"Being able to enhance and tune the interaction of a light wave with a molecule or nanoparticle on a fundamental level opens up an exciting range of applications such as more efficient solar cells, more sensitive photon detectors and brighter emitters for lighting applications. Nanoplasmonics promises to offer this level of control. Taking the current knowledge on nanoantennas a step further we will integrate them in organic and carbon-nanotube light-emitting devices to improve and tune their emission in unprecedented ways. As our testing platform we will use light-emitting field-effect transistors (LEFETs). Their planar structure, where the light emission zone can be positioned at any point allows for easy and controlled incorporation of plasmonic structures without interfering with charge transport. LEFETs can be made from a wide range of semiconducting materials. We will apply nanoantennas in LEFETs to 1) Enhance electroluminescence of high mobility organic semiconductors 2) Tune excitation decay and transition selection rules in organic semiconductors and 3) Enhance photo- and electroluminescence of single-walled carbon nanotubes. All of these materials offer high carrier mobilities and therefore high currents but have very low fluorescence efficiencies that can be improved substantially by nanoantennas. We will study the influence of nanoantennas on the fundamental emission properties of these different types of emitters. At the same time we will improve their efficiency in light-emitting devices and thus enable new and innovative applications."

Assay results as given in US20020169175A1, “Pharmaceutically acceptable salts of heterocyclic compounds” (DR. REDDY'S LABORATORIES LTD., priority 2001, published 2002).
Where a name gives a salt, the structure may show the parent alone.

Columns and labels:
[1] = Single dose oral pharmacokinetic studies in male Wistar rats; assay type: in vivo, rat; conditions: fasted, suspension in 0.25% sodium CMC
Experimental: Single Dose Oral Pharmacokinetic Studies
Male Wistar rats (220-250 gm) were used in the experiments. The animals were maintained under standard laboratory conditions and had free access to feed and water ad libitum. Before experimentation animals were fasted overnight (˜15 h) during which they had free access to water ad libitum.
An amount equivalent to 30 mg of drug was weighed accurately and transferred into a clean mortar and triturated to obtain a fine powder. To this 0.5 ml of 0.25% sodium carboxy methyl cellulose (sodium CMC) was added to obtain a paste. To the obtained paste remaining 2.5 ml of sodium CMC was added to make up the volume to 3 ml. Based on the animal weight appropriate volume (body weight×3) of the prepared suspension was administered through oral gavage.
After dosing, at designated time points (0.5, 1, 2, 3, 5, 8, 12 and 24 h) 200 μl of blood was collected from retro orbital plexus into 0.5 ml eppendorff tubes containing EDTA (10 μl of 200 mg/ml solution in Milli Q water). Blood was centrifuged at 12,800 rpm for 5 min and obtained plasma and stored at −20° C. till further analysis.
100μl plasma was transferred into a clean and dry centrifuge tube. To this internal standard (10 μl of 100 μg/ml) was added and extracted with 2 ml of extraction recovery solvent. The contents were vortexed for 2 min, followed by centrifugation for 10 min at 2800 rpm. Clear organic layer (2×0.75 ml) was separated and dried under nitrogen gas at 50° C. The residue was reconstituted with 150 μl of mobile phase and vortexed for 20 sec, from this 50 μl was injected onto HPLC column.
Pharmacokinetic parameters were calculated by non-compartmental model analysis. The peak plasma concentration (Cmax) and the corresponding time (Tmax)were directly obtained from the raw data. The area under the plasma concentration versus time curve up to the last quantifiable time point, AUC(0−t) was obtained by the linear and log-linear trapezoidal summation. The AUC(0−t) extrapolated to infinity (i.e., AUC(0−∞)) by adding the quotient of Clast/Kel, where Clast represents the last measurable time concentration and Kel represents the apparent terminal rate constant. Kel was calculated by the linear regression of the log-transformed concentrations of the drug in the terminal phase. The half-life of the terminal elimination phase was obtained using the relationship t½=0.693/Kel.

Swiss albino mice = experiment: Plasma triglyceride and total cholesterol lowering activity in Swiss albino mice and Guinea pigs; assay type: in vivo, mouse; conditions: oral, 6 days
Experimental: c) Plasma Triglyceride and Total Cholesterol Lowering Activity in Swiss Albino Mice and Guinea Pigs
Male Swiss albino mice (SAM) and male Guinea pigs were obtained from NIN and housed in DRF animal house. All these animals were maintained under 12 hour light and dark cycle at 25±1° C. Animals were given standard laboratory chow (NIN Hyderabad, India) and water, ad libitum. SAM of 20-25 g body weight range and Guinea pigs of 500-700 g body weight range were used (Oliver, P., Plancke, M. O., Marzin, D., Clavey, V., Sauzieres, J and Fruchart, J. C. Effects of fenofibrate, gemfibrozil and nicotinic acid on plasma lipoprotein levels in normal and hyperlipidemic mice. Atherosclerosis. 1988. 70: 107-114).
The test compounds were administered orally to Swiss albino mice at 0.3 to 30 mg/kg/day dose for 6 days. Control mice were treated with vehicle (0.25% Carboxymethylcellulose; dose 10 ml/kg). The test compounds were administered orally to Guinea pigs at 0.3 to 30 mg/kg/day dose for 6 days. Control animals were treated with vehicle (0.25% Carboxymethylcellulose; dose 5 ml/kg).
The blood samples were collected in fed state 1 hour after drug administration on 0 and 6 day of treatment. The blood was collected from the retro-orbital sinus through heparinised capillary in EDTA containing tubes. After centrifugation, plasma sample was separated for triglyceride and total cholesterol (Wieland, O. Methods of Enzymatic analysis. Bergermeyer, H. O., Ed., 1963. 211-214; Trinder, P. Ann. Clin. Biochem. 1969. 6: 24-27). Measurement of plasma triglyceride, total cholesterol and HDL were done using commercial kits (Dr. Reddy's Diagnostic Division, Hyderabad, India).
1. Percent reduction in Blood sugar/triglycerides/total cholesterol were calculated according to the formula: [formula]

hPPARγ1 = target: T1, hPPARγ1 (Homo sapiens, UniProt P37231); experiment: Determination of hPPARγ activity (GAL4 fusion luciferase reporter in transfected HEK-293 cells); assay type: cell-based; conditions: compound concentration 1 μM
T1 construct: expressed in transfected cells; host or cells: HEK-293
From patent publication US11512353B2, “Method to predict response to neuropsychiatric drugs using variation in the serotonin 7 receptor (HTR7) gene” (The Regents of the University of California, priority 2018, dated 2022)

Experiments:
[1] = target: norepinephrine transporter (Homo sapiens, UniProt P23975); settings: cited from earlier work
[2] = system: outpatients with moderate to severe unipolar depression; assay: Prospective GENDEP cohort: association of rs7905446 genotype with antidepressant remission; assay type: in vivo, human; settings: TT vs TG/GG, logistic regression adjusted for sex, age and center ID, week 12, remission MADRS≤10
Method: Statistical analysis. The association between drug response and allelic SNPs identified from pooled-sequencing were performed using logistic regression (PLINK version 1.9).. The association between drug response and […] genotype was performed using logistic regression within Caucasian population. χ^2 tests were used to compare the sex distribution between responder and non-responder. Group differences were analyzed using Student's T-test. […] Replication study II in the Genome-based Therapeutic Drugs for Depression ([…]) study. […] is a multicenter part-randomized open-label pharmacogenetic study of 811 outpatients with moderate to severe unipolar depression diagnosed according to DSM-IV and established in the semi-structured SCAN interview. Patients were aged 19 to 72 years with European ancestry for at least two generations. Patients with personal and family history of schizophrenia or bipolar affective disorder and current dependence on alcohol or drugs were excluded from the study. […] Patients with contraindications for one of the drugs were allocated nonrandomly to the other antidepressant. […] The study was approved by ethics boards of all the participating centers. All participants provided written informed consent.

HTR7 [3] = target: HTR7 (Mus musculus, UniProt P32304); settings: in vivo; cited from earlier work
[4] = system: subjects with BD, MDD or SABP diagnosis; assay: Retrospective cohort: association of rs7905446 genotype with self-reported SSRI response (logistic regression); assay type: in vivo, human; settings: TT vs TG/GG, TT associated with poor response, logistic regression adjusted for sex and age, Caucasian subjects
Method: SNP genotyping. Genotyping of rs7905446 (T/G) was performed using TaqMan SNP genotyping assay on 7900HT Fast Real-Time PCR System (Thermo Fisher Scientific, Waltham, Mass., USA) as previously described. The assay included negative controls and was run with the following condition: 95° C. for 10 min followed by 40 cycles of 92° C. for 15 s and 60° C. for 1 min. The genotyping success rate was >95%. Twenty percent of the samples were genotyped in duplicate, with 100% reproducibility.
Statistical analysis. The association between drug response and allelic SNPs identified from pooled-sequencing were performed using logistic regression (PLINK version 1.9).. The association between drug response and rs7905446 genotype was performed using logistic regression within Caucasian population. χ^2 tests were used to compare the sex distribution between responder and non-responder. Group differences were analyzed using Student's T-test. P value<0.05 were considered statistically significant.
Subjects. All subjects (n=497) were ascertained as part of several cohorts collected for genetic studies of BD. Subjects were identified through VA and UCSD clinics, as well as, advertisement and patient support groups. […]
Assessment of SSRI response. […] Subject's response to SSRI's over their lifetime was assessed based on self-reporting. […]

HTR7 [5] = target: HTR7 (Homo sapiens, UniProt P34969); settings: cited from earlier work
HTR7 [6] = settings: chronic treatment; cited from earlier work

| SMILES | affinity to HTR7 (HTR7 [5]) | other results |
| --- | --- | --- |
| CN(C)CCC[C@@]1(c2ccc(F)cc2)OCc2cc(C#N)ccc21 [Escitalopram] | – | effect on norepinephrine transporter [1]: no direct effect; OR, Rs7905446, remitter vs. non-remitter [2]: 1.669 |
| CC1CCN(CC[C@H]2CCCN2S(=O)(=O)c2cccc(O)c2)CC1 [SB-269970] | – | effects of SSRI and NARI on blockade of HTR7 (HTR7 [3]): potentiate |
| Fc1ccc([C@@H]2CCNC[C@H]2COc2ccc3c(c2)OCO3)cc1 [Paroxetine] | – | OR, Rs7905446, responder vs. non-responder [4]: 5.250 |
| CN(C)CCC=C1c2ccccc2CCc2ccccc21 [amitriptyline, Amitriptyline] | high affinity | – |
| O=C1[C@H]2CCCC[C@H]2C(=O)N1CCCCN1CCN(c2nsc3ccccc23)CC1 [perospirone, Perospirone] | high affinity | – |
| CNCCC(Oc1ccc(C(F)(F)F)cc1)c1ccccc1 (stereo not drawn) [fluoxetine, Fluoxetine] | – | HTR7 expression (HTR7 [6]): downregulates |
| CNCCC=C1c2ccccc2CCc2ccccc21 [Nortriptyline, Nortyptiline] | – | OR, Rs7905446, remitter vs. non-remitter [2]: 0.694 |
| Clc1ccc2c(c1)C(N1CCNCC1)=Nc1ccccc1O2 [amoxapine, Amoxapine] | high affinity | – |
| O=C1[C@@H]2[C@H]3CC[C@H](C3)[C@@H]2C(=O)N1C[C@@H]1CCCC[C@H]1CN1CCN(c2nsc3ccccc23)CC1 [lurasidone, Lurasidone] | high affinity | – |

Fields of science
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Funding SchemeERC-SG - ERC Starting Grant